General guidelines on how to lose weight(2)

Limitation of fats in the diet

Operationalization

TDCR vs. TDCI

In the previous article [Powertec (136)], it was mentioned that your basis of subtracting the 500 calories should be from thetotal daily caloric intake(TDCI); however, in most instances, the computation of TDCI is so demanding and difficult for people, like you, who are on the go to keep up with the demands of daily living. In fact, you might need the help of a nutritionist-dietitian to compute for it.Thus, instead of TDCI, it is thetotal daily caloric requirement(TDCR)which is used.

Assuming that you opted to lose 1 pound per week, then you need to reduce your TDCR by 500 calories per day or 3,500 calories per week. Since you are moderately active, your TDCR should be 157 pounds x 15 giving a product of 2,355 calories; and since you are 38 years old, you need to subtract 100 from 2,355 giving a difference of 2,255[1]. If you have normal weight, the total number of calories that you need to take per day in order to maintain your normal weight is 2,255 calories; this is your TDCR; but since you are overweight, you need to reduce your TDCR by 500 calories per day [consult Powertec (136)for all the necessary tables].

Limitation of fat intake

To fast track your weight reduction, you limit your fat intake to 10% of the TDCR; hence, 10% of 2,255 is 225.5 or 226 calories which is equivalent to 25 grams of fat per day, derived from dividing 226 by 9. You need to take only 25 grams of fat per day which means limiting your fat intake to 10% of the TDCR. This is the smallest amount of fatintake allowable to you; if you take less than 10%, you will suffer from some vitamin deficiencies, especially linked to the fat-soluble vitamins [1].

If you used to take 80 grams of fat per day, but now you are taking only 25 grams per day, then you are reducing your food intake by 495 calories per day derived from multiplying 55 (the difference of 80 – 25) grams of fatby 9 calories. If you multiply 495 by 7 days, then you are losing approximately 3,500 calories per week which could reduce your weight by 1 pound per week. This means that even if you will not reduce your protein and carbohydrate intake, the reduction in fat intake is enough to effect reduction in your weight.

In the preceding example, you limited your fat intake to 10%. If you want to use 20% or 30%, then it is also acceptable; however, you now need to reduce also your protein and carbohydrate intake, enough to give a total of 500 calories of daily reduction in your TDCR.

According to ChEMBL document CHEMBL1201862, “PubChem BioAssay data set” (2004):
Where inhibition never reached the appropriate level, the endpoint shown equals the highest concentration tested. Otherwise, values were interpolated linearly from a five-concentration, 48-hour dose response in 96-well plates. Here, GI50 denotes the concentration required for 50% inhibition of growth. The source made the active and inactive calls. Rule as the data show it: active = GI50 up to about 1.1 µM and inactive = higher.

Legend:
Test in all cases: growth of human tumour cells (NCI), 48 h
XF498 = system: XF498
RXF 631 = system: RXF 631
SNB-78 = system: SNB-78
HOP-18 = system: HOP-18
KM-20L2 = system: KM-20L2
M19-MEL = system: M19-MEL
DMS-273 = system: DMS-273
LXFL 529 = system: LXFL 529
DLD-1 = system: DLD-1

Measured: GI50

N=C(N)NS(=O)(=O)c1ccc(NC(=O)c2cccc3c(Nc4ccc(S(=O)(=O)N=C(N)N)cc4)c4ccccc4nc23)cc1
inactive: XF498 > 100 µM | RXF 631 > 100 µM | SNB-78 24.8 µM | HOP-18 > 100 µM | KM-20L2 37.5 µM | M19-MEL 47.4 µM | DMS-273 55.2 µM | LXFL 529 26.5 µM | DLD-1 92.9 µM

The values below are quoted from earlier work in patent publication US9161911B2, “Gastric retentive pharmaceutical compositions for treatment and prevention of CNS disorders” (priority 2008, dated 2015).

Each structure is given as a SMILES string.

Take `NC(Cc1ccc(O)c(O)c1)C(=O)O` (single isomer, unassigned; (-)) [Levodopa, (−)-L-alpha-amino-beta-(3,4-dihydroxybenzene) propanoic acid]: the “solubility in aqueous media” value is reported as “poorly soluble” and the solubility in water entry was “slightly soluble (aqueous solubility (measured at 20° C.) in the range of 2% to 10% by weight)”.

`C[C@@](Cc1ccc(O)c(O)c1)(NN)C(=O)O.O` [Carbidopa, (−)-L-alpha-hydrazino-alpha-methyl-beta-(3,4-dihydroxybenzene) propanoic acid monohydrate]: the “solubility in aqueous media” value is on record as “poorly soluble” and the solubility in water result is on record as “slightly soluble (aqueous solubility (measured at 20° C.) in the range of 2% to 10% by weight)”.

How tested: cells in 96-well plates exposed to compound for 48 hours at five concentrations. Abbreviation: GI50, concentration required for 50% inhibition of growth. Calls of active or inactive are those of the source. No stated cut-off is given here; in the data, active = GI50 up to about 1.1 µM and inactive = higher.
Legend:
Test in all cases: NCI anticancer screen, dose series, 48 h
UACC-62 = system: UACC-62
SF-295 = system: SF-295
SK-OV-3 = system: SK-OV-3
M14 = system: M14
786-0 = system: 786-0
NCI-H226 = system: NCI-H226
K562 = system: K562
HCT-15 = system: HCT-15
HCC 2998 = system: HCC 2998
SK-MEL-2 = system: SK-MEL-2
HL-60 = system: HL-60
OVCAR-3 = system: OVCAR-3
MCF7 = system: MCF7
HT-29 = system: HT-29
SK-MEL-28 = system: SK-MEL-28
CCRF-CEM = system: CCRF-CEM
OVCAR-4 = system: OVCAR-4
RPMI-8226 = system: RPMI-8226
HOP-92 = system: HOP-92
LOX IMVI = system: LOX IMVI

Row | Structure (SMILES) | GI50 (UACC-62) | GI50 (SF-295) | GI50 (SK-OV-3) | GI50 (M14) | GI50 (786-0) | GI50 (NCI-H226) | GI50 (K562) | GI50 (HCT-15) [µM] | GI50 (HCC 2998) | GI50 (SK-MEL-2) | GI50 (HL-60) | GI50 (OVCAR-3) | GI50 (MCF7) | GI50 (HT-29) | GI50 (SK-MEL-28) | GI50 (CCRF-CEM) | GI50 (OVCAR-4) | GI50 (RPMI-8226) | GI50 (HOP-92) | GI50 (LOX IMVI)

When you have reached your ideal weight, you now shiftto consumingyour total TDCR which is 2,255 calories. You need to take foods whose total caloric contribution will be 2,255. You do not need to reduce it; otherwise, you become underweight.

Ways of reducing fat intake

  1. Avoid deep-fried and fried foods;
  2. Take fatty meats, lard, butter, cheese, cream, whole milk, egg yolk, vegetable oils, nuts, chocolates, avocados, olives, and margarine [1] in moderate amounts;
  3. When buying packed foods, read the “Nutrition Facts” and find out the saturated fat It should contain less than 10% of saturated fat; and
  4. When buying packed foods, select those not containing trans-fatty acid and hydrogenated fats.

Reference:

  1. Roth, Ruth A. Nutrition and Diet Therapy. Singapore: Delmar Learning, 2007.

General guidelines on how to lose weight(1)

Limitation of fats in the diet

One of the ways of facilitating your weight reduction is to focus on the limitation of fat intake. This is very effective because one gram of fats could give you 9 calories of energy whereas protein and carbohydrates could only give you 4 calories per gram. Thus, if you limit your intake of fats, your losing calories—and subsequently your weight—would be faster than when you solely restrict your protein or carbohydrate intake.

Steps

Determine how many calories you need to maintain your ideal weight. You can look at your ideal body weight in the ensuing Table 1[1]USDA Acceptance Weights for Adults

*The higher weights in the ranges generally apply to men, who tend to have more muscle and bone than women; the lower weights more often apply to women [1].

To find your calorie needs, multiply your ideal weight by 15 if you are moderately active or by 20 if you are very active[1].

From that total, subtract the following according to your age:

                              Age 25-34, subtract 0

                             Age 35-44, subtract 100

                             Age 45-54, subtract 200

                             Age 55-64, subtract 300

                              Age 65+, subtract 400[1]